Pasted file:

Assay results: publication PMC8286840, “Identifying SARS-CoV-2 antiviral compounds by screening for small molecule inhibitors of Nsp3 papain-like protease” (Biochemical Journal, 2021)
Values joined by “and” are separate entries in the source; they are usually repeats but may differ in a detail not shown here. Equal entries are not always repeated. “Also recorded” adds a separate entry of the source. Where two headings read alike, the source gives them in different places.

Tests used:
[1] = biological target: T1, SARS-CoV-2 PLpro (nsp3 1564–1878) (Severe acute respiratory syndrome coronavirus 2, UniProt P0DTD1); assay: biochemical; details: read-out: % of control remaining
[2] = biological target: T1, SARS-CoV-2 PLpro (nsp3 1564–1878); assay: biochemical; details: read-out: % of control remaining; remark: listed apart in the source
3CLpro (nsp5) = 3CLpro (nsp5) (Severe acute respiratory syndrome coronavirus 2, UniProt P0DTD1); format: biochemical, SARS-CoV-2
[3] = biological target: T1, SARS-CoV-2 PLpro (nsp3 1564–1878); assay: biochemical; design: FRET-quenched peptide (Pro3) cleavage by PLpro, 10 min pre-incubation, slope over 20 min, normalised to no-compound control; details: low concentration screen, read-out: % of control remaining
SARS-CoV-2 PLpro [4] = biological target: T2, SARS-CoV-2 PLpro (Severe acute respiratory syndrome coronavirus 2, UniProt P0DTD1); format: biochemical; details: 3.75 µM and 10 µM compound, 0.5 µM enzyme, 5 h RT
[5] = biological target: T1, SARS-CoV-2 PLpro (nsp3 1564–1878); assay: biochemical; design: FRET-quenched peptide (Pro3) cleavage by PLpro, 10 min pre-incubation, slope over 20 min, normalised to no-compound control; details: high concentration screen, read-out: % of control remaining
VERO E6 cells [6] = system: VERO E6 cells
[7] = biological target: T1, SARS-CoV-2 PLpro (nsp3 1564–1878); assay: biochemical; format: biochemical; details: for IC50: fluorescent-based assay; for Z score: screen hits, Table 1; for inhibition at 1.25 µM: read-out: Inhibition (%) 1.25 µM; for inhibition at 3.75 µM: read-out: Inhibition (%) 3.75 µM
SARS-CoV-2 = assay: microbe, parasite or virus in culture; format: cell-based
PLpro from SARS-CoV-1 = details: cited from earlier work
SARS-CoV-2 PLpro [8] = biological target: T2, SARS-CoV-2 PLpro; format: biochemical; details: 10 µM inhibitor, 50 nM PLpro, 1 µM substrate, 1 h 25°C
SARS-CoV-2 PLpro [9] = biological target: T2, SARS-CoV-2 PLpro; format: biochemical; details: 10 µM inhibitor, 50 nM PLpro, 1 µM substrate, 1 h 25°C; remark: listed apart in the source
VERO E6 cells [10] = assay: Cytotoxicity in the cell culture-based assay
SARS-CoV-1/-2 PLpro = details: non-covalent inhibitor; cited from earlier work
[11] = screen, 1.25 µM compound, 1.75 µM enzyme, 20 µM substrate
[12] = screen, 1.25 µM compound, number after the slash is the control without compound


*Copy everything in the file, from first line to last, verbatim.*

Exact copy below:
Assay results: publication PMC8286840, “Identifying SARS-CoV-2 antiviral compounds by screening for small molecule inhibitors of Nsp3 papain-like protease” (Biochemical Journal, 2021)
Values joined by “and” are separate entries in the source; they are usually repeats but may differ in a detail not shown here. Equal entries are not always repeated. “Also recorded” adds a separate entry of the source. Where two headings read alike, the source gives them in different places.

Tests used:
[1] = biological target: T1, SARS-CoV-2 PLpro (nsp3 1564–1878) (Severe acute respiratory syndrome coronavirus 2, UniProt P0DTD1); assay: biochemical; details: read-out: % of control remaining
[2] = biological target: T1, SARS-CoV-2 PLpro (nsp3 1564–1878); assay: biochemical; details: read-out: % of control remaining; remark: listed apart in the source
3CLpro (nsp5) = 3CLpro (nsp5) (Severe acute respiratory syndrome coronavirus 2, UniProt P0DTD1); format: biochemical, SARS-CoV-2
[3] = biological target: T1, SARS-CoV-2 PLpro (nsp3 1564–1878); assay: biochemical; design: FRET-quenched peptide (Pro3) cleavage by PLpro, 10 min pre-incubation, slope over 20 min, normalised to no-compound control; details: low concentration screen, read-out: % of control remaining
SARS-CoV-2 PLpro [4] = biological target: T2, SARS-CoV-2 PLpro (Severe acute respiratory syndrome coronavirus 2, UniProt P0DTD1); format: biochemical; details: 3.75 µM and 10 µM compound, 0.5 µM enzyme, 5 h RT
[5] = biological target: T1, SARS-CoV-2 PLpro (nsp3 1564–1878); assay: biochemical; design: FRET-quenched peptide (Pro3) cleavage by PLpro, 10 min pre-incubation, slope over 20 min, normalised to no-compound control; details: high concentration screen, read-out: % of control remaining
VERO E6 cells [6] = system: VERO E6 cells
[7] = biological target: T1, SARS-CoV-2 PLpro (nsp3 1564–1878); assay: biochemical; format: biochemical; details: for IC50: fluorescent-based assay; for Z score: screen hits, Table 1; for inhibition at 1.25 µM: read-out: Inhibition (%) 1.25 µM; for inhibition at 3.75 µM: read-out: Inhibition (%) 3.75 µM
SARS-CoV-2 = assay: microbe, parasite or virus in culture; format: cell-based
PLpro from SARS-CoV-1 = details: cited from earlier work
SARS-CoV-2 PLpro [8] = biological target: T2, SARS-CoV-2 PLpro; format: biochemical; details: 10 µM inhibitor, 50 nM PLpro, 1 µM substrate, 1 h 25°C
SARS-CoV-2 PLpro [9] = biological target: T2, SARS-CoV-2 PLpro; format: biochemical; details: 10 µM inhibitor, 50 nM PLpro, 1 µM substrate, 1 h 25°C; remark: listed apart in the source
VERO E6 cells [10] = assay: Cytotoxicity in the cell culture-based assay
SARS-CoV-1/-2 PLpro = details: non-covalent inhibitor; cited from earlier work
[11] = screen, 1.25 µM compound, 1.75 µM enzyme, 20 µM substrate
[12] = screen, 1.25 µM compound, number after the slash is the control without compound